Yet Murphy seemed to be handling the trip with more enthusiasm than anyone. He would nap on his back for hours, waking to gnaw on his toys and release loud, exasperated sighs. Intermittently he would lunge his fifty pond frame against the divider we had purchased from PetSmart and hoist himself into the front seat, inevitably causing chaos as drinks and provisions spilled onto the floor of the car. We always took these antics as cues it was potty/water time, and would pull over at rest stops. These exits proved to be very scenic as well, and throughout Utah there were also plateaus we were able to climb at each stop, the dry air coating our throats with dust as we gasped our way to the top, taking in the alien landscape in heaving pulls.
By the time we pulled into Vegas, it was after 2am. The twinkling lights in the darkened desert thickened dramatically, and suddenly, creating an oasis of busy, blinking, civilization. I foggily remember stumbling into the hotel and collapsing on the bed, Murphy bounding from one Queen bed to another while Josh dragged his crate and our luggage into the room.
In the morning we had waffles in the crowded lobby.
“San Diego is only five or so hours from here,”
“I wonder how much our room would be if we added a night”
“You wanna stay?”
“We could walk around the strip and go exploring…”
We debated the pros and cons of extending our trip at length, it becoming readily apparent that neither of us wanted our trip to end. The rambling existence had become comfortable, despite the marathon drive the day before, and the thought of returning to work, or looking for work, and normal day to day responsibilities was unappealing, even in our new sun-drenched city.
Ultimately we voted to pack up, citing our need to buy a bed before Joshua was sucked into work for the week. As we drove into California the land became greener, and the desert heat faded. Green mountains soared upward with giant rocks leaning against them haphazardly.
It was so beautiful.
Josh pointed out areas he had already explored as we drove into San Diego. The traffic was impressive, five lanes of converging cars, every driver with sunglasses on and their windows down. After a horrific winter back East we were driving into an endless Spring. I felt rejuvenated.
As we approached our apartment in Old Town we passed several smut shops. I was concerned. On a long street bordered by the trolley tracks and a recycling center we approached our rectangular glass complex across from a massive costume shop. Even from the outside the modern, Ikea-like design was evident. The outdoor furniture was modular in shape and flanked by bright green end tables. An indigo blue canopy hung above the gated entrance. Every apartment door was painted these same shades of blue and green. The patios which faced one another were fenced in by metallic silver. I excitedly opened the door to ours and scaled the narrow staircase to our first floor.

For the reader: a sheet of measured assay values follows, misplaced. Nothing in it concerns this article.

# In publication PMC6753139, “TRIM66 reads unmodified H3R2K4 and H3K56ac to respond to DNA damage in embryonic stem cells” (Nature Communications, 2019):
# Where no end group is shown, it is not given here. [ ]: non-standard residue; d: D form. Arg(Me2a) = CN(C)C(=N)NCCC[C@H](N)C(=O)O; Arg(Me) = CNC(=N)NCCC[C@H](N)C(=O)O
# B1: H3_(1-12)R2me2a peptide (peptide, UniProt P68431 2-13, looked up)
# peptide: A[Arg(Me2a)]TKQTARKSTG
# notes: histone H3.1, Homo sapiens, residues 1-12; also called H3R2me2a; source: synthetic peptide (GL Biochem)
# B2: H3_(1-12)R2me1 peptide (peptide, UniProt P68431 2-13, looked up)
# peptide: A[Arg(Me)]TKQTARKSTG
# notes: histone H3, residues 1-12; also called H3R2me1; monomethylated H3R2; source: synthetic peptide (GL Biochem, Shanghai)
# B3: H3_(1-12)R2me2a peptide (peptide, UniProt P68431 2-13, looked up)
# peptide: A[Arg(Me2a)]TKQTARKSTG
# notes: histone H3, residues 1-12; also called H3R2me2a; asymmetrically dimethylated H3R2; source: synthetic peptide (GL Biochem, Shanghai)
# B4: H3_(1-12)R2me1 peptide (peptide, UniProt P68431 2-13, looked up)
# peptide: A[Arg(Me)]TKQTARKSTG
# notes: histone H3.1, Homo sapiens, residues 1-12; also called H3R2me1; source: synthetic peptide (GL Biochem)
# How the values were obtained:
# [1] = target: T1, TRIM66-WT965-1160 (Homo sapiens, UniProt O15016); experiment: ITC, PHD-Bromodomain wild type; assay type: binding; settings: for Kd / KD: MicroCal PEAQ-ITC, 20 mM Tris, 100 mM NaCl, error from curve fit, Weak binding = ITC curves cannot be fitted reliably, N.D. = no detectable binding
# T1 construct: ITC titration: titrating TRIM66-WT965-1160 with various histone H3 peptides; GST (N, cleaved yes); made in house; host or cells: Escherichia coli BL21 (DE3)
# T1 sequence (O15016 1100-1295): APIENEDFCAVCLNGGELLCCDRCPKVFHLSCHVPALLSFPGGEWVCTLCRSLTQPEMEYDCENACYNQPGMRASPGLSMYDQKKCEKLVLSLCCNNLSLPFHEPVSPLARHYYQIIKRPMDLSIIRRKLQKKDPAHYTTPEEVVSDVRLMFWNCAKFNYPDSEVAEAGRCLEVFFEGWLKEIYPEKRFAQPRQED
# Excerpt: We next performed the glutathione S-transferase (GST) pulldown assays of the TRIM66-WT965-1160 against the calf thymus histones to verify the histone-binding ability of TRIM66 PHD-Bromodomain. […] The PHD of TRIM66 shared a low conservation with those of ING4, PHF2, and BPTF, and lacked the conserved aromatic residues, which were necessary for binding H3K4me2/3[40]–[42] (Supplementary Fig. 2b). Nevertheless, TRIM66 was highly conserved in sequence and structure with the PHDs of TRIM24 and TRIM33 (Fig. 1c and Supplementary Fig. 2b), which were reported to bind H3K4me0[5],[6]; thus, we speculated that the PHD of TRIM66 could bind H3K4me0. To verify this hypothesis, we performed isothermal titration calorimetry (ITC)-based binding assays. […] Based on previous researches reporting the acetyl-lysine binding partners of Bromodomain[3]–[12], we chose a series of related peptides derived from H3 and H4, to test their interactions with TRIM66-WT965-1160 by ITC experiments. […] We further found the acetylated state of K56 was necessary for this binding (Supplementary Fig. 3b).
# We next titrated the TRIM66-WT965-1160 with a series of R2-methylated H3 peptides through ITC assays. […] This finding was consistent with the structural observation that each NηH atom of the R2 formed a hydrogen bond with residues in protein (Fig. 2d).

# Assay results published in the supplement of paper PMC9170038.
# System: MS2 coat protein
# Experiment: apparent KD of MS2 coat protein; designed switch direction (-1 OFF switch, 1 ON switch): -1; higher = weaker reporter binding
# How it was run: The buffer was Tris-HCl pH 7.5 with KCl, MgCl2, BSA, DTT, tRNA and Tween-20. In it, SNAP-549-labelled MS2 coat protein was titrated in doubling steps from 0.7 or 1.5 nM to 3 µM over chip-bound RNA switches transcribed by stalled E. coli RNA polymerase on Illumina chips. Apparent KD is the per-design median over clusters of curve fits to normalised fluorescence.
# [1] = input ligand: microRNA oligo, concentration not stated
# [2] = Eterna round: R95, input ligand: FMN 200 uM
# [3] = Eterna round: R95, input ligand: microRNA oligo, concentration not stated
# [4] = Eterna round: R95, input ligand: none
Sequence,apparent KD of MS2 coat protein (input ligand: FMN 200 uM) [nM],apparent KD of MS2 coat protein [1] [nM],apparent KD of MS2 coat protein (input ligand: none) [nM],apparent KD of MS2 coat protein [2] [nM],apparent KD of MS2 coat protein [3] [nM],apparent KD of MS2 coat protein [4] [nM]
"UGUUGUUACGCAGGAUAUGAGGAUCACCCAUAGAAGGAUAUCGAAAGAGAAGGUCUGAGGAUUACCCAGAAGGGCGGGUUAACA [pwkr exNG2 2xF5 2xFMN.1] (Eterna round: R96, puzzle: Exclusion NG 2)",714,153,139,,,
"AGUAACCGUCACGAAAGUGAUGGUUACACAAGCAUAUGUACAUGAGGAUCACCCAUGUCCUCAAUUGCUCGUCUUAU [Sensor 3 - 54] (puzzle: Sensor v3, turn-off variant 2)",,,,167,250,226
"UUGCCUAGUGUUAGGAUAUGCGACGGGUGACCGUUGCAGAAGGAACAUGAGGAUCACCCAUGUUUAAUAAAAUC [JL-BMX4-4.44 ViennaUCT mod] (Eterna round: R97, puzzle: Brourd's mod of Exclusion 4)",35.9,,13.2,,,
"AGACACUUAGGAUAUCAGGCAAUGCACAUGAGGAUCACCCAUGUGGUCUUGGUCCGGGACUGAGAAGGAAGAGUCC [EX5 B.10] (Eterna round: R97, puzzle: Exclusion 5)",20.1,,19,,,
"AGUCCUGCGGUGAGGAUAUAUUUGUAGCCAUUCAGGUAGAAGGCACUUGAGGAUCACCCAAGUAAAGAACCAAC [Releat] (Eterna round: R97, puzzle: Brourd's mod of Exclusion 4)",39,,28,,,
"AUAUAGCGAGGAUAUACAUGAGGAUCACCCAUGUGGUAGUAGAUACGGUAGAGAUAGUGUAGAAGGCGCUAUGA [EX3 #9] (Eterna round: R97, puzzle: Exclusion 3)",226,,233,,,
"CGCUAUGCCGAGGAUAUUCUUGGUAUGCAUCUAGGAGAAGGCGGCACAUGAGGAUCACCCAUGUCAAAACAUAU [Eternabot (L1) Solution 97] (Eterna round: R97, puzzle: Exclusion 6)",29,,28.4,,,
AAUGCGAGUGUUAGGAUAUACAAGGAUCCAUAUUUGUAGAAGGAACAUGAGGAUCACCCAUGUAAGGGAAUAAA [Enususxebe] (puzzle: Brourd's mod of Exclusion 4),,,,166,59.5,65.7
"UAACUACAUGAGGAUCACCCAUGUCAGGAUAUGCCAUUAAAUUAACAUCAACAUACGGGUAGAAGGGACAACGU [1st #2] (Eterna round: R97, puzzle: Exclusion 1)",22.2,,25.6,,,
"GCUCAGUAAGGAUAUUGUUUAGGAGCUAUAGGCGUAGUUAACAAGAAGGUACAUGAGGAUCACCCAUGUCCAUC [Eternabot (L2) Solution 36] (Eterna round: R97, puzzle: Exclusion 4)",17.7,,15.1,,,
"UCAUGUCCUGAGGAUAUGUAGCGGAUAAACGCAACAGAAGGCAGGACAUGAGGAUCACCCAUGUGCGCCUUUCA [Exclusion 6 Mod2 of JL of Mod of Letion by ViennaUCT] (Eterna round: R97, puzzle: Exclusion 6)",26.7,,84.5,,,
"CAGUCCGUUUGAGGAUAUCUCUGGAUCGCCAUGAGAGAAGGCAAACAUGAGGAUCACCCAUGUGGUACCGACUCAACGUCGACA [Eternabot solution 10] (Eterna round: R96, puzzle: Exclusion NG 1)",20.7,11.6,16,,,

What was supposed to be our living room, kitchen, and dining room was covered in trash. It was hard to even imagine these rooms serving that purpose.There were huge piles of collapsed boxes and miscellaneous screws and nails on the floor. Trash bags were half full, and untied, scattered across the counters and floors. Despite the breeze sweeping through the rooms, it smelled stale.
“Are you fucking kidding me?” I was livid. Our brand new apartment I had never seen was disgusting. It wasn’t even clean enough for me to let Murphy off of his leash. It really wasn’t even clean enough for Murphy to be in.
“C’mon man, seriously.” Josh pushed the collapsed boxes against the walls, trying to clear a path.
Our roommate was going to be an issue.
I climbed the second staircase to the bedrooms and bathrooms. The narrow hallway was almost impassable, blocked with large mirrored closet doors that had been removed from the bedroom and propped against the wall. Even in our bedroom random crap littered the floor.
I let out an exasperated cry, “Josh, what the fuck?”
“I don’t know, he’s been here like two weeks. It didn’t looks like this when I left. He literally did this in less than two weeks. Shit is so gooddamn ridiculous,” he hoisted the closet doors toward the stairwell, where the hallway was wider.
Murphy was chewing cardboard absently at my feet.
“C’mon, we’re just gonna go to the beach. I can’t deal with this right now.” Josh instructed.
As we headed down the staircase a door swung open above. Our roommate, plodded down the stair case. His button-up shirt billowed open in the breeze,
“Hey guys, didn’t realize it was so late already. I uh, what time is it anyway?” He rhythmically packed cigarettes against his palm and stared at us, wide eyed, “Uh, how was the trip?”. His short hair was dramatically disheveled.
I stared, then abruptly turned and left the apartment. I had known Jon previously, having in fact met him the same night I met Josh, and despite the level of my anger I did not want to begin our roommate venture with an emotionally-charged verbal meltdown.
Josh followed seconds later.
“What did you say?”
“Nothing, that we were going to the beach and we’d catch up when we got back. Whatever,”
In less than ten minutes we were pulling into Ocean Beach, the salty air rushing into the car. We were just in time for sunset.
The wind whipped around us as we walked toward the water,
“You’re going to love it here, Toots” Josh said, pulling me into a tight hug.
“I think so too,” my toes burrowing into the cool, smooth sand.
“I love you, my queen,”
“I love you too,”
We stayed long after the sun set, the light, salted air fueling whimsical discussions of what would happen next. We wrapped ourselves in West Coast promises and hoodies we would rarely need in our new climate.